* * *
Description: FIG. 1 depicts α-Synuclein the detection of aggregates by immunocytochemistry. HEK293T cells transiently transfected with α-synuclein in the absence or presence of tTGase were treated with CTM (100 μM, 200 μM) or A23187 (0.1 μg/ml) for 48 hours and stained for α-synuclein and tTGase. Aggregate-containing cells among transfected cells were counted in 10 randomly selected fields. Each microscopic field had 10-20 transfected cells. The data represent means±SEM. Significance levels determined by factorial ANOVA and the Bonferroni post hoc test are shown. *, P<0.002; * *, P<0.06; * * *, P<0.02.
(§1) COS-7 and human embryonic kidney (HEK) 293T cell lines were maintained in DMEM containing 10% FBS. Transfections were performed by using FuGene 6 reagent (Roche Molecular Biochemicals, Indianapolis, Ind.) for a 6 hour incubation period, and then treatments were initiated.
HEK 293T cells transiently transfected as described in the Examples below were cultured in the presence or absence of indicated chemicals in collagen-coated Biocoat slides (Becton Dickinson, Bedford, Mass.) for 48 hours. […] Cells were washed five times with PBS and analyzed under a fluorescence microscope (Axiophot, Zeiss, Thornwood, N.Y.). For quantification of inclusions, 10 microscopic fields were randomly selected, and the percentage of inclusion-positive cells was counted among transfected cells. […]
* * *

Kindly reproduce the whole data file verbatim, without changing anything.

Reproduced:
Description: FIG. 1 depicts α-Synuclein the detection of aggregates by immunocytochemistry. HEK293T cells transiently transfected with α-synuclein in the absence or presence of tTGase were treated with CTM (100 μM, 200 μM) or A23187 (0.1 μg/ml) for 48 hours and stained for α-synuclein and tTGase. Aggregate-containing cells among transfected cells were counted in 10 randomly selected fields. Each microscopic field had 10-20 transfected cells. The data represent means±SEM. Significance levels determined by factorial ANOVA and the Bonferroni post hoc test are shown. *, P<0.002; * *, P<0.06; * * *, P<0.02.
(§1) COS-7 and human embryonic kidney (HEK) 293T cell lines were maintained in DMEM containing 10% FBS. Transfections were performed by using FuGene 6 reagent (Roche Molecular Biochemicals, Indianapolis, Ind.) for a 6 hour incubation period, and then treatments were initiated.
HEK 293T cells transiently transfected as described in the Examples below were cultured in the presence or absence of indicated chemicals in collagen-coated Biocoat slides (Becton Dickinson, Bedford, Mass.) for 48 hours. […] Cells were washed five times with PBS and analyzed under a fluorescence microscope (Axiophot, Zeiss, Thornwood, N.Y.). For quantification of inclusions, 10 microscopic fields were randomly selected, and the percentage of inclusion-positive cells was counted among transfected cells. […]